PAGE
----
The world is currently faced with a pandemic of Coronavirus Disease (COVID-19), a new virus that spreads so fast through droplet infection especially in crowded places and causes illness. It is spread from person to person through sneezing or coughing (droplet infection), human to human contact and contact with contaminated surfaces.
Signs and symptoms of COVID-19 include:
- Running Nose (flu)
- General Weakness
- Difficulty in breathing if the patient develops pneumonia
At this time, there are no specific vaccines or treatments for COVID-19. However, there are many ongoing clinical trials evaluating potential treatments.
Hygiene promotion, along with access to safe drinking water and adequate sanitation should be accessible by all.
Protect yourself and others from COVID-19
If COVID-19 is spreading in your community, stay safe by taking some simple precautions, such as physical distancing, wearing a mask, keeping rooms well ventilated, avoiding crowds, cleaning your hands, and coughing into a bent elbow or tissue. Check local advice where you live and work. Do it all!
You also find out more about WHO’s recommendations for getting vaccinated on our public advise page on COVID-19
WHO publishes public health research agenda for managing infodemics
In February of 2020, when much of the world was just wrapping its mind around the COVID-19 fundamentals, and trying to navigate the flood of information about it, WHO Director-General, Dr Tedros Adhanom Ghebreyesus, raised the alarm that “we’re not just fighting an epidemic, we’re fighting an infodemic.”
During a WHO online consultation that was held in April 2020 a framework for managing the COVID19 infodemic was developed. Within that framework, 50 key actions were listed, one of which was to hold the first WHO infodemiology conference.
Fast forward three months to June, when that first conference came to life. WHO convened more than 100 experts from 20 different disciplines and 35 different countries to define this nascent field of science for infodemicmanagement. From this conference, a vibrant community of research and practice was born, and a public health research agenda was established to implement guidance to understand, measure and respond to infodemics, so that going forward, people in every corner of the world have timely access to understandable health information and advice for making good health choices.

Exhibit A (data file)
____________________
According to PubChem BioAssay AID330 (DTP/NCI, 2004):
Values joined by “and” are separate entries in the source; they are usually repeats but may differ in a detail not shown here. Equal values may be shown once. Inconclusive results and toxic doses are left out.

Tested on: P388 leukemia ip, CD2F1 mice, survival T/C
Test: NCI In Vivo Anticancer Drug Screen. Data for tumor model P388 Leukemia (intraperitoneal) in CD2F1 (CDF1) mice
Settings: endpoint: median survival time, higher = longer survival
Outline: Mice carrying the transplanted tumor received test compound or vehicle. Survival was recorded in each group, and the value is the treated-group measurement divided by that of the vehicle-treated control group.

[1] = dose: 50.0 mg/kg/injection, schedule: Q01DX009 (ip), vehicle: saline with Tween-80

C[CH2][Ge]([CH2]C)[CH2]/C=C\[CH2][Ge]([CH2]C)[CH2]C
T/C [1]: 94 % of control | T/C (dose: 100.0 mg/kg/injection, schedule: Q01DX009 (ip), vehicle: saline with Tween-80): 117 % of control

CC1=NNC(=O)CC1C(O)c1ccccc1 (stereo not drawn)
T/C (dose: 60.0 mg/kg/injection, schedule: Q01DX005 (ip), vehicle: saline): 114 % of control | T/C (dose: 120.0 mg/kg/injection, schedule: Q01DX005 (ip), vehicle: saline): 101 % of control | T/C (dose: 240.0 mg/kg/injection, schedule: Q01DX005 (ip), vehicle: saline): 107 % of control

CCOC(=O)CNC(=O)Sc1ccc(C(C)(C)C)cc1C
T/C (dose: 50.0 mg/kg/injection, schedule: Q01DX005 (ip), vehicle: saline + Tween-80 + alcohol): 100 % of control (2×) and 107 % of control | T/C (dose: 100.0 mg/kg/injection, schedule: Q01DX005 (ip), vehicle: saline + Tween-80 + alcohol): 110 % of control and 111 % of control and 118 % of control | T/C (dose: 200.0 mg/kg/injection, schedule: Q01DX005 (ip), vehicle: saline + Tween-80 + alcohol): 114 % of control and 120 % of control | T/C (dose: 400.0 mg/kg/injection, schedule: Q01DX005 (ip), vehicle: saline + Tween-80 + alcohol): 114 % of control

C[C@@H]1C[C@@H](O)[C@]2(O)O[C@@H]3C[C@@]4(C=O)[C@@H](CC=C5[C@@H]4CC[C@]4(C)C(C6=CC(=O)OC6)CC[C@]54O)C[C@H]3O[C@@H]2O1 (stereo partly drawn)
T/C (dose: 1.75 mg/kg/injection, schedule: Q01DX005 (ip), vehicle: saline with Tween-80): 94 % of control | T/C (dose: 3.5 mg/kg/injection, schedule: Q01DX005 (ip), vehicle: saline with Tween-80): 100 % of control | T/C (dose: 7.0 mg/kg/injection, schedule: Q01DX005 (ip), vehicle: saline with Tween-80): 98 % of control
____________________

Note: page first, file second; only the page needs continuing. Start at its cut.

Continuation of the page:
At the conference, the professionals split into multi-disciplinary teams and workshopped for days. From those discussions, five streams of thinking emerged for where to focus infodemic research.
Within the five streams, 65 research questions were developed and prioritized so that the practice of infodemicmanagement has a focus, structure, a methodology that’s rooted in evidence and room to further evolve as a discipline.
Building Confidence in COVID-19 Vaccines Among Your PatientsTips for the Healthcare Team
Sanitation and Hygiene
Unimproved sanitation and poor hygiene practices bring in or attract Parasites that consume nutrients, aggravate malnutrition, retard children’s physical development and result in poor school attendance and performance. Poor sanitation reduces my community’s well-being, social and economic development due to impacts such as anxiety, risk of sexual assault, and lost educational opportunities.
We need assistance to improve Poor sanitation by promoting the idea of Pit latrine with slab, Ventilated improved pit latrine (VIP) and Composting toilet. Also maintaining wouldn’t be a problem for them but they need to be sensitized how to go about it. All donations to be channeled to Proper personal hygiene training, frequent hand and arm washing and covering cuts, Proper cleaning and sanitizing of all food contact surfaces and utensils, Proper cleaning and basic housekeeping and maintenance, Food storage for the proper time and at safe temperatures.